Public school begins Monday in Fairfield County and the days leading up to the beginning of school are prime time for motorists to do a refresher course on safe driving habits.
Sgt. Steve McDonald, school resource officer with the Fairfield County Sheriff’s Office urges motorists to be vigilant from the early hours of the morning, noting that many buses are running before daylight until school takes in at 8 a.m.
“Kids are precious to us,” McDonald said. “We want to keep them safe so we can get them to school to educate them.”
He urged motorists to beware of a traffic issue on the 321 Bypass. The first few days of school McDonald urges drivers to leave a little bit earlier in anticipation of traffic congestion slowly things down there.
“As parents drop off children at school for the first few times there often can be a backlog of cars and parking can be at a premium despite the district’s best logistical planning,” he said.
He reminds motorists to be patient and to be aware of their surroundings at all times but especially as children begin their school year. Pedestrians, bicyclists and teenage drivers may not be as aware of their surroundings as they could be, so it is up to motorists to keep their eyes open.
In the afternoon there will be a uniformed officer directing traffic at the high school from 3:20 until the buses let out. If people can avoid the area or at least be understanding about delays at that time, it would be helpful, he said. “At all times when out driving, watch out for the unexpected.”
McDonald also asked that parents taking children to school should leave a little bit early because of traffic backup and limited school parking. “The earlier you get there the better it will be,” he said.
In addition to McDonald’s advice the South Carolina Department of Public Safety offers the following tips for motorists:
• When a school bus or children are present slow down and proceed with caution, obeying all traffic laws and speed limits.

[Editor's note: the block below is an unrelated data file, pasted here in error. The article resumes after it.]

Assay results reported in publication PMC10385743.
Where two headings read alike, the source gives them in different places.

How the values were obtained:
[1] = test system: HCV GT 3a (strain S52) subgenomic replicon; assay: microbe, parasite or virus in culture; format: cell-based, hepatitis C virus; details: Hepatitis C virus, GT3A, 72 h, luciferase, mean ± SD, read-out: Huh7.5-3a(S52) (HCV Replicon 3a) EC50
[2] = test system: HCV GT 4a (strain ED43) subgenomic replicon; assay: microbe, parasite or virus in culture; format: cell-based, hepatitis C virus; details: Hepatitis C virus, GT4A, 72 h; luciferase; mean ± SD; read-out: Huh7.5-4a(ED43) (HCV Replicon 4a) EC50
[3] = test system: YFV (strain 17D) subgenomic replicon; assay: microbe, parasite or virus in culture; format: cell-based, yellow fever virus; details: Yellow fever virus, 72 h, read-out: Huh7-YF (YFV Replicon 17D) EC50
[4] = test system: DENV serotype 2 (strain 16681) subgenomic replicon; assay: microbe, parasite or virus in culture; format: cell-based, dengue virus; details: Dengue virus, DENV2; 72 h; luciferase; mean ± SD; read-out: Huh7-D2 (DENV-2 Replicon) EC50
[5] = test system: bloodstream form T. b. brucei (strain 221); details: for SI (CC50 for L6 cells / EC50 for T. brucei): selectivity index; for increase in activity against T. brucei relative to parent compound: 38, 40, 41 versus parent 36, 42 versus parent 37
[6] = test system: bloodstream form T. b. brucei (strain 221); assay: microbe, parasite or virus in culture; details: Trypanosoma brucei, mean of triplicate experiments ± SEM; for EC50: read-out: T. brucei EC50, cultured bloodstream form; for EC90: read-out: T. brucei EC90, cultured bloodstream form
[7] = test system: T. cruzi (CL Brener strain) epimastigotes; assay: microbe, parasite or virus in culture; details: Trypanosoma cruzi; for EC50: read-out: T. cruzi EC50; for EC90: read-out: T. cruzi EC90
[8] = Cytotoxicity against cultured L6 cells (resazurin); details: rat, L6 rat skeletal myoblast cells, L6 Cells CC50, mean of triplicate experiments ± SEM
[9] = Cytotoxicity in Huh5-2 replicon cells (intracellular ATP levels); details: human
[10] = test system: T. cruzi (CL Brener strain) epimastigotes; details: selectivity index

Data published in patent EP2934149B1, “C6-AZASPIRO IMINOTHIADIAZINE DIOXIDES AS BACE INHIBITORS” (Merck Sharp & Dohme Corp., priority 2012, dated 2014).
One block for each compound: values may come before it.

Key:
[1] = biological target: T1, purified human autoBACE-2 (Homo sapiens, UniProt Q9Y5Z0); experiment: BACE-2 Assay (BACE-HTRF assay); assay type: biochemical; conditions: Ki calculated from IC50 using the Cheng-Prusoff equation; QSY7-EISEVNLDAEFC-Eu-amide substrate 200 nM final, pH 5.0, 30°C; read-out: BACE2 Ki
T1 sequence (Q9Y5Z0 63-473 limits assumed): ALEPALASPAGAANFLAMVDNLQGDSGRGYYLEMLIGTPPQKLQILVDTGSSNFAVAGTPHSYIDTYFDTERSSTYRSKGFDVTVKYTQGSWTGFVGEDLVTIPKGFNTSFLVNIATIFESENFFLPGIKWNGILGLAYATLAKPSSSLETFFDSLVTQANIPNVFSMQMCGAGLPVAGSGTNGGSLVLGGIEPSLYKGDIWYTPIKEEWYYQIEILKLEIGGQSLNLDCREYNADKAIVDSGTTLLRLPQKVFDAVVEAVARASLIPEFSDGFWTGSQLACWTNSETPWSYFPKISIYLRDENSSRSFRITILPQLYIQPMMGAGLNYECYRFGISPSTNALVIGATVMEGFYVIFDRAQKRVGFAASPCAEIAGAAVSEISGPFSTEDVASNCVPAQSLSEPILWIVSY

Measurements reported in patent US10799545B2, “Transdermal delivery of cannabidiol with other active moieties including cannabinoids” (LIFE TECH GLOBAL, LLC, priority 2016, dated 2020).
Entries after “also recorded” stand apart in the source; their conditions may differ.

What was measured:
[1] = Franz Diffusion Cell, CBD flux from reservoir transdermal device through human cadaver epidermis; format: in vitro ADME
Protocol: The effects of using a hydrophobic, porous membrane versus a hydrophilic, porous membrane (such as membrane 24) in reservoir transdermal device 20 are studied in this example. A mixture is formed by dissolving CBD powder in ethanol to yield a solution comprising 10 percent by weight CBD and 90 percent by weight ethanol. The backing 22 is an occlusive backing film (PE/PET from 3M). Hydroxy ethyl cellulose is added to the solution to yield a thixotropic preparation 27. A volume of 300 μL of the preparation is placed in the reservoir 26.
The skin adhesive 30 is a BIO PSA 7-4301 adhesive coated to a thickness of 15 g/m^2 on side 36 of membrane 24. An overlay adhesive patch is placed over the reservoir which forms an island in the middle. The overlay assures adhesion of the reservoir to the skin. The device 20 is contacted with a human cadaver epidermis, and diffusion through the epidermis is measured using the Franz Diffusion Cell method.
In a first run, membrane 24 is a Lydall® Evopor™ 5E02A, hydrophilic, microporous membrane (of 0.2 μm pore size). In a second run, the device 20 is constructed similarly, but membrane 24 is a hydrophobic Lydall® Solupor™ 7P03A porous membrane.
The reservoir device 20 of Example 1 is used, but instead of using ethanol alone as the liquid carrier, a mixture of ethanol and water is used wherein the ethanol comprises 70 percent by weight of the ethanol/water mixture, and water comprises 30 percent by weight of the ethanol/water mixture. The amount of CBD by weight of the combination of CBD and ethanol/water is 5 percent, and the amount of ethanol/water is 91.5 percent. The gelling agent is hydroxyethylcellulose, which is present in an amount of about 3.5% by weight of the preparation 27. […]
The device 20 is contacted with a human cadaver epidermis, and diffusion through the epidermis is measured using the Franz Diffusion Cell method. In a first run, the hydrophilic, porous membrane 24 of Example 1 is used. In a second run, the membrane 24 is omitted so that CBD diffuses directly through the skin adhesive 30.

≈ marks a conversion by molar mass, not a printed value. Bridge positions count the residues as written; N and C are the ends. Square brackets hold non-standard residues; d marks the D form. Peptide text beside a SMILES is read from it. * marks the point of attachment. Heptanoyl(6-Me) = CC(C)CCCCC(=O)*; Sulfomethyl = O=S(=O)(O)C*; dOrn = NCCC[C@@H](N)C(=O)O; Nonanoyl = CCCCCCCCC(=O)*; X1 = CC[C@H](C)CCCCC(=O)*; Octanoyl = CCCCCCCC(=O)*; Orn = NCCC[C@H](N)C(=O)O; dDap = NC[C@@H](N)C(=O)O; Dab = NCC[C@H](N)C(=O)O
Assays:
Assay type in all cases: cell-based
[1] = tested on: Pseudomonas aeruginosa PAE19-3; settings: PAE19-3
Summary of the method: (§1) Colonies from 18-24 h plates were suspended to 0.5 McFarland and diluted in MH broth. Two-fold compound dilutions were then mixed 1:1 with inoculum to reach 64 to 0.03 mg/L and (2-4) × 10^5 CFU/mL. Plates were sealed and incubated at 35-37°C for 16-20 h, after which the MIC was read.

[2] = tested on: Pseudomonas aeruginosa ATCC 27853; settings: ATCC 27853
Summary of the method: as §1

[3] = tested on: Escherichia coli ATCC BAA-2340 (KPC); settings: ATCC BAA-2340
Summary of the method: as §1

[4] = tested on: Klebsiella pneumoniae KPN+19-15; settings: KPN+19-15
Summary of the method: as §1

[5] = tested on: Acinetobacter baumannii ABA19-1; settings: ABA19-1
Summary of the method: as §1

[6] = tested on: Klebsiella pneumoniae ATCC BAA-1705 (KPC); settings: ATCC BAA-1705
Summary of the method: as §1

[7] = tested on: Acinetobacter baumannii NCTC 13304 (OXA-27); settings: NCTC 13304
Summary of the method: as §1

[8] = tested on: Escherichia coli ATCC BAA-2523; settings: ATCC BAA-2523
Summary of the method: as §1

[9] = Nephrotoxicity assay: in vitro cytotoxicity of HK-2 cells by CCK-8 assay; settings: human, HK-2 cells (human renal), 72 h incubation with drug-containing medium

• Always stop for a school bus that has stopped to load or unload passengers. Red flashing lights and an extended stop arm tell you the school bus is stopped to load or unload children. Under certain conditions State Law requires you to stop.
• If you are on a two-lane roadway, you must stop.
• If you are on a roadway that has two or more travel lanes traveling in each direction and you are traveling the same direction as the bus, you must stop.
• If you are on a roadway that has at least two or more travel lanes traveling in each direction and you are approaching, meeting the bus, you do not have to stop, merely proceed with caution.
• Be alert and ready to stop. Watch for children walking in the street, especially where there are no sidewalks. Watch for children playing and gathering near bus stops. Watch for children arriving late for the bus, who may dart into the street without looking for traffic. When backing out of a driveway or leaving a garage, watch for children walking or biking to school.
• When driving in neighborhoods or school zones, watch for young people who may be in a hurry to get to school and may not be thinking about getting there safely.
Tips for Students
• Always buckle up when you’re riding in a car.
• Always ride in the back seat. It’s the safest place for young people.
• Always wear a helmet and follow traffic safety rules when riding your bike.
• If you ride a school bus, learn and practice the safety rules for waiting at the bus stop, getting on and off the bus, and riding the bus.
• If you walk to school, learn and practice the safety rules for pedestrians. Always cross at cross walks, obey all traffic signs, traffic lights and safety patrol instructions.
• Be a good role model for your younger brothers and sisters and friends, and help them learn and practice the safety rules.